Stay on Top of Enterprise Technology Trends
Get updates impacting your industry from our GigaOm Research Community
Mind maps, diagrams used to represent words, ideas or tasks linked to and arranged around a central key word or idea, provide a useful visual way to organize and share information. Mindjet Catalyst brings mind mapping features and functionality to the cloud. Using Catalyst, dispersed teams can collaboratively co-edit mind maps in real-time, which not only lets team members share information, but can also boost understanding and stimulate more creative and critical thinking.
“Mind mapping solo is a great way to get ideas out of your head and into a visual form that you can organize and use to think with,” said Carola Thompson, senior director of user experience at Mindjet. “Mind mapping in a group is similar in that you get ideas out of heads, but as a group you have more ideas to draw from. This is particularly powerful in the ideation phase of a project.”
Mind Mapping This Post
During my research into collaborative mind mapping and the Catalyst service, Thompson shared a map with me that she had created based on our conversations and emails. In the map, Thompson provided the highlights of our previous discussions, then added her comments and quotes under relevant topic areas.
“A hint on reading mindmaps,” she told me. “Read them as you would a clock. Start at 12 noon and work your way around the circle clockwise.”
Catalyst addresses many of the issues I’ve seen crop up with attempts at collaborative mind mapping using other tools:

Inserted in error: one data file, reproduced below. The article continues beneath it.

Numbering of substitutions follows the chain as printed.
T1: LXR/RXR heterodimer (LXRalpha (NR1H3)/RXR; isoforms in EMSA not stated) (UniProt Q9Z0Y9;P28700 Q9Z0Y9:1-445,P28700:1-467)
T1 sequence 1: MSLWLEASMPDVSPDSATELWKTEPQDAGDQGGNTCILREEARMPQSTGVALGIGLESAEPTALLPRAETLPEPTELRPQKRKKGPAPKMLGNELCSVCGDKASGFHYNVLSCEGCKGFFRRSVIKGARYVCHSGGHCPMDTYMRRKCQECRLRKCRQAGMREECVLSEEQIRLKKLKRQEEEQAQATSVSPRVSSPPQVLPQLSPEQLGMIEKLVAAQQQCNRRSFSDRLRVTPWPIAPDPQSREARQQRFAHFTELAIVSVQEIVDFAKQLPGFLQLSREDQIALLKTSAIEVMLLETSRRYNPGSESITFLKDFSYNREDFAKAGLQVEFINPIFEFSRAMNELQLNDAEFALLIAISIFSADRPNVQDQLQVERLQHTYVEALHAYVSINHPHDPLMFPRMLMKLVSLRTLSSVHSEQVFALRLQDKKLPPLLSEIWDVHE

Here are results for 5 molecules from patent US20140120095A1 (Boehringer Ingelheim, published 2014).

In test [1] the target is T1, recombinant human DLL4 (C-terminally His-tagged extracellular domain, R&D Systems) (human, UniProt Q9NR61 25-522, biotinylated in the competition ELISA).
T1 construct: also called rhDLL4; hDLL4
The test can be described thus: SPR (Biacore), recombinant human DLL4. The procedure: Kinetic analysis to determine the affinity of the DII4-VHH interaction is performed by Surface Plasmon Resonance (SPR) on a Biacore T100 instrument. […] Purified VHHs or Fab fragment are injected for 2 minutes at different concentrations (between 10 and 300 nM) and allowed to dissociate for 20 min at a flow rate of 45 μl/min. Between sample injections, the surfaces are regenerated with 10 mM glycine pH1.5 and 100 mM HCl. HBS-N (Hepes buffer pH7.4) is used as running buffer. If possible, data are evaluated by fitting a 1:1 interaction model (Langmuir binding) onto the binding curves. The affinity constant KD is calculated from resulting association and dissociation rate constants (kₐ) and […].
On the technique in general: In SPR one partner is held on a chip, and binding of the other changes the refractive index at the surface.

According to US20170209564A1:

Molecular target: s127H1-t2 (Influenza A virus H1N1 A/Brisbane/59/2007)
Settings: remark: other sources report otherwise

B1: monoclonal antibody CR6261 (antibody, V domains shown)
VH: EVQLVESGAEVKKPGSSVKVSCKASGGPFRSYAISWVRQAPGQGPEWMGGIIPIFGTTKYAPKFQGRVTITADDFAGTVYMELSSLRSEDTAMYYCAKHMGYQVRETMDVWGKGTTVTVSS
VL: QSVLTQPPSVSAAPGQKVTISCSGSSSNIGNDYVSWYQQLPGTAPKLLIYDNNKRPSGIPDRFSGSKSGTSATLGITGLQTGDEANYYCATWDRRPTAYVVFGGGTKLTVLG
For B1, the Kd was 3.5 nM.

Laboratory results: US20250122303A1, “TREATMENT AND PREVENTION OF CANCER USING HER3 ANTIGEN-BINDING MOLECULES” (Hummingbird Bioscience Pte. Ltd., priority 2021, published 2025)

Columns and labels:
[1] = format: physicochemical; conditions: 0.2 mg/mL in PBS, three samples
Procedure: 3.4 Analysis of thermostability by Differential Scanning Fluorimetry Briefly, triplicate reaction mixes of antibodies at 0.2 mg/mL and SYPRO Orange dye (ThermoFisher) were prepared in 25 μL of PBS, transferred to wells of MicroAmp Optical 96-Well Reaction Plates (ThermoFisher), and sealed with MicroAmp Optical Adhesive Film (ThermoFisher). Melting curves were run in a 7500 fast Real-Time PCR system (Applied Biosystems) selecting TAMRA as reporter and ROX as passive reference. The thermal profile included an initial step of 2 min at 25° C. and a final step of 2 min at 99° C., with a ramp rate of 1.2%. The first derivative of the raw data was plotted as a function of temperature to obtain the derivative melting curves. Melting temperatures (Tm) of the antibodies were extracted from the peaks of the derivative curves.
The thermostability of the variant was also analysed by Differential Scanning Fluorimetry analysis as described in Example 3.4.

- Lack of real-time editing capabilities.
- Risk of overwriting someone else’s data if two or more people are in the same map at the same time.
- A danger of the map becoming bloated as everyone chimes in.
“It’s a bit like ‘yellow stickies,’ but electronic,” said Thompson. “You may have collisions or two people attempting to organize the same topic, but the presence tools such as chat and editing indicators help enable users to coordinate their work in a virtual setting much as they would on a wall of stickies.”
Parker H. Trewin, director of global communications at Mindjet, also added his thoughts to the collaborative mapping for this post.
“The map is a living document of the group’s collective thinking, and is always up-to-date,” said Trewin (via the map). “With a shared workspace, all my team members can access a joint map and co-create and co-edit ideas, plans and strategies with dispersed team members at any time, from anywhere. Think of it as corporate crowdsourcing where I leverage the collective thinking of my team in real-time. I can then share the thinking in shared workspace for the team.”
Catalyst integrates with other Mindjet tools. For example, Thomspon used the MindManager desktop client for Windows (s msft) to create the map about this post and shared it with me and Trewin via the Catalyst server. In turn, I was able to access and edit it from Catalyst entirely on the web, as was Trewin. As shown in the screenshot below, you can identify who created and edited any element of the map:
“The Catalyst Server is the glue that holds all of this together,” explained Thompson. “It manages the co-editing and makes it easy for people to work together without having to worry about checking out files and checking them back in. All edits are live.”
Prices for Catalyst start around $108 per user per year, and you can get a 30-day free trial.
Have you tried collaborative mapping ideas with your team? How is it working for you?